But dammit, I won.

Monday, July 24, 2006

The Generation War: My Money's on the Last Ones Living

It's funny, I intended on writing about this today anyway, then I saw something happen that matched my subject perfectly. Things will go well if I get those coincidences every day...maybe tomorrow I'll write about how my wife should let me go for a threesome... ;)

This is a story of two generations, boiled down to two people:

Employee #1 has been with the organization about 25 years. He's happy to do no more than what is expected of him. And barely that. But, he knows exactly how much to give you in order to stay out of the doghouse. Doesn't volunteer on special projects, doesn't like doing things that stray the least bit from his regular duties. He talks to the other workers about how he can't stand the new ways of doing things, and threatens to leave constantly, but everyone knows he never will. We'll see his skeleton sitting at his pc before he ever leaves.

Employee #2 has been with the organization about 4 years. She recently returned from study leave, and will be quitting in about three months to pursue another career. Since I was assigned to this unit after she left for her study leave, today was the first day that I was officially her manager. So I asked her, what made you so unhappy that you felt you had to leave? Is there something we could have done differently? And she answers "it's not that I wasn't happy here, I just thought I could be happier someplace else". Hmmmmm. Can't argue with that. I've often pondered the same thing, so I couldn't really hold it against her.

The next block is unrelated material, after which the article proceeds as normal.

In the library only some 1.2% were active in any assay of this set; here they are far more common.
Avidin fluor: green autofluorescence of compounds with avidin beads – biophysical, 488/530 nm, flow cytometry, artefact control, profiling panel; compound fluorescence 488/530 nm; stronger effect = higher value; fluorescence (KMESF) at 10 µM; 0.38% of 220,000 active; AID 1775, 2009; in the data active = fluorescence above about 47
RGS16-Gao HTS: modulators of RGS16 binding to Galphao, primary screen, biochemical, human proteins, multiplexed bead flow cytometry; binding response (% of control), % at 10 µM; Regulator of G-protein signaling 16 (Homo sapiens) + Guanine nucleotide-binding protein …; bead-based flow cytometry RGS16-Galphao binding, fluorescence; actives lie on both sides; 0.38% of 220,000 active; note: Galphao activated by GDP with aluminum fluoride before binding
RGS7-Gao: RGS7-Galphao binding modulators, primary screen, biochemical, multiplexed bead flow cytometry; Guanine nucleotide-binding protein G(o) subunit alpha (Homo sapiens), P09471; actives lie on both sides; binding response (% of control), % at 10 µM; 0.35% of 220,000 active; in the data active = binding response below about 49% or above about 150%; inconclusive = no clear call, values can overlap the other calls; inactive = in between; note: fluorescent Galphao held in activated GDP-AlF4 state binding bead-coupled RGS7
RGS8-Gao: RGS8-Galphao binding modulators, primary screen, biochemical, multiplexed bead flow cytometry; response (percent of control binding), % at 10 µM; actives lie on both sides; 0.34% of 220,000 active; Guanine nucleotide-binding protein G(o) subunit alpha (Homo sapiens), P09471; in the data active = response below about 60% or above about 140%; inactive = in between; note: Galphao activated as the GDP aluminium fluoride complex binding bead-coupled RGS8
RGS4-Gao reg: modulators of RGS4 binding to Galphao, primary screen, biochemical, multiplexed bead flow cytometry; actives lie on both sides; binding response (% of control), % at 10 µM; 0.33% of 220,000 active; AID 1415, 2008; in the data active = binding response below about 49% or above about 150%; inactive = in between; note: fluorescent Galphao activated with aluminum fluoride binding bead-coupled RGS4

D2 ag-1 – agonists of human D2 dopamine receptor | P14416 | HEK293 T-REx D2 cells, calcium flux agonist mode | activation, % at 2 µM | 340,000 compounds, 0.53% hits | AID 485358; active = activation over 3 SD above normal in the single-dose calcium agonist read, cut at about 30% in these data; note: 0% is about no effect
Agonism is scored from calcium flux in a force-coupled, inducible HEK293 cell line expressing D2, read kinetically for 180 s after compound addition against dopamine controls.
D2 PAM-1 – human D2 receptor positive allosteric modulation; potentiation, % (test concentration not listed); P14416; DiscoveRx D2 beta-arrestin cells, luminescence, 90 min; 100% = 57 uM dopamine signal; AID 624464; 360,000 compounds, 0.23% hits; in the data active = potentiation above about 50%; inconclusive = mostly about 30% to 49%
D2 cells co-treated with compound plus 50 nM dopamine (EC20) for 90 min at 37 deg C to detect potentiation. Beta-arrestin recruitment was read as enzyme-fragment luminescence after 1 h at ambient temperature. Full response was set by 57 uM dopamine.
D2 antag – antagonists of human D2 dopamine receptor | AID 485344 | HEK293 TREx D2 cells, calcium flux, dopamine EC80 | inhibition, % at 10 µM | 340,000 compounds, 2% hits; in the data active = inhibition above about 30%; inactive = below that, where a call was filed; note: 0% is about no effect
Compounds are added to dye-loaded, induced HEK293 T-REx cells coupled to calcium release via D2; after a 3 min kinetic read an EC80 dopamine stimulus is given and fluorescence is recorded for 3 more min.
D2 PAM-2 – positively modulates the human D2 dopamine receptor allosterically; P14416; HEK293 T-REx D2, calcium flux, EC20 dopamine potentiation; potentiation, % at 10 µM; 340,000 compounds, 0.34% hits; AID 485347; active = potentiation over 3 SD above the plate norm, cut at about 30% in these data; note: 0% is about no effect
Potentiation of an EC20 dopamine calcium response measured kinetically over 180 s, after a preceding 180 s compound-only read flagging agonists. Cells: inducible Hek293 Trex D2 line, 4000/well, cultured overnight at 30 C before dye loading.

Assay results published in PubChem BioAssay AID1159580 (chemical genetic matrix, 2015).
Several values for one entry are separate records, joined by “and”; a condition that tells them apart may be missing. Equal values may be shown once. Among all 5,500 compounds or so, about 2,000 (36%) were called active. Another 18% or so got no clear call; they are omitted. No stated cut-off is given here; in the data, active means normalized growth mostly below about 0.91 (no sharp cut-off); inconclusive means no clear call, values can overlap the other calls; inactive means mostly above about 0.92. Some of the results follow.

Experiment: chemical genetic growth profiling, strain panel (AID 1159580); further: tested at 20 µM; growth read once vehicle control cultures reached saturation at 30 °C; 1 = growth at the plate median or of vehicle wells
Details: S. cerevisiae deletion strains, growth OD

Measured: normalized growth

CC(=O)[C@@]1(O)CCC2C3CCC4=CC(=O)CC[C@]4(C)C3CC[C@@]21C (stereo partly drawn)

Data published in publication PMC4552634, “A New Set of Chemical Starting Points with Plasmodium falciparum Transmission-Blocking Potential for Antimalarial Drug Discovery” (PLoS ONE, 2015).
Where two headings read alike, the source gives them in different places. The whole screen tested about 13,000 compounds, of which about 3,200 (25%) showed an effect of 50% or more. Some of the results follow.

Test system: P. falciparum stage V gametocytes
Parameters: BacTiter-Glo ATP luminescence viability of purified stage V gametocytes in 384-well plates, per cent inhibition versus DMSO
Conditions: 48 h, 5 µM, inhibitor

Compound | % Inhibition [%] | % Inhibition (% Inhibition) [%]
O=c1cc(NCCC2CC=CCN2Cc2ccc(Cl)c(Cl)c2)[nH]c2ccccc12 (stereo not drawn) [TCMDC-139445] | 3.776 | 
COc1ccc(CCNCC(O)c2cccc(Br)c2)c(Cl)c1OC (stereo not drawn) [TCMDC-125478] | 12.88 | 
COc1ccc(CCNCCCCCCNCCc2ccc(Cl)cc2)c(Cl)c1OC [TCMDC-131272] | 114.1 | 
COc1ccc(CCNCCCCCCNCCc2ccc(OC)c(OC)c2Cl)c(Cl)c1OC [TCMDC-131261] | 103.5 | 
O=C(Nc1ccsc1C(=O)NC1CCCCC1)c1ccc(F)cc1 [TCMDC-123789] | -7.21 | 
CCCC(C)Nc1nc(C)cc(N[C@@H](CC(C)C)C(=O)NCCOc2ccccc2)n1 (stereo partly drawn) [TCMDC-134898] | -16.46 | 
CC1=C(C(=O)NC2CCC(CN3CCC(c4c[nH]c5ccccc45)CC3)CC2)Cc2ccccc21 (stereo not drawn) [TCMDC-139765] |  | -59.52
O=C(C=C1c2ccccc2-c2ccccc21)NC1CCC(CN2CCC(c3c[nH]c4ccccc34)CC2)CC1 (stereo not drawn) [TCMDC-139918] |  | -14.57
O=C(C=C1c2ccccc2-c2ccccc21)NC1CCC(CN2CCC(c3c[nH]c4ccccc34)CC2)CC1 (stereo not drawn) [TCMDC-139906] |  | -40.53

In essence, these are the two major cohorts in today's workplace: the Boomers and Gen Y. The martyrs and the dreamers. With Gen X, God love'em, stuck as the weirdos in the middle.

The problem is, the Gen Yers don't understand why the unhappy old farts don't just quit, or why they don't want to stop doing things their way. And the Boomers don't understand why the Gen Yers don't seem to have any idea that work isn't supposed to be fun, and you have to put in your time to get ahead.

What compounds things is that more often than not, managers are boomers themselves, and tend to identify more readily with members of their own cohort. My problem, as a young manager, is the opposite. But, to all you Gen Yers out there, I've had the opportunity to infiltrate the Boomer camp, and made some really interesting discoveries, which I will share, in order to allow us Gen Yers to get ahead.

So, in a nutshell, this is how Gen Yers should try to work with our more experienced (rule 1: never say "older") colleagues: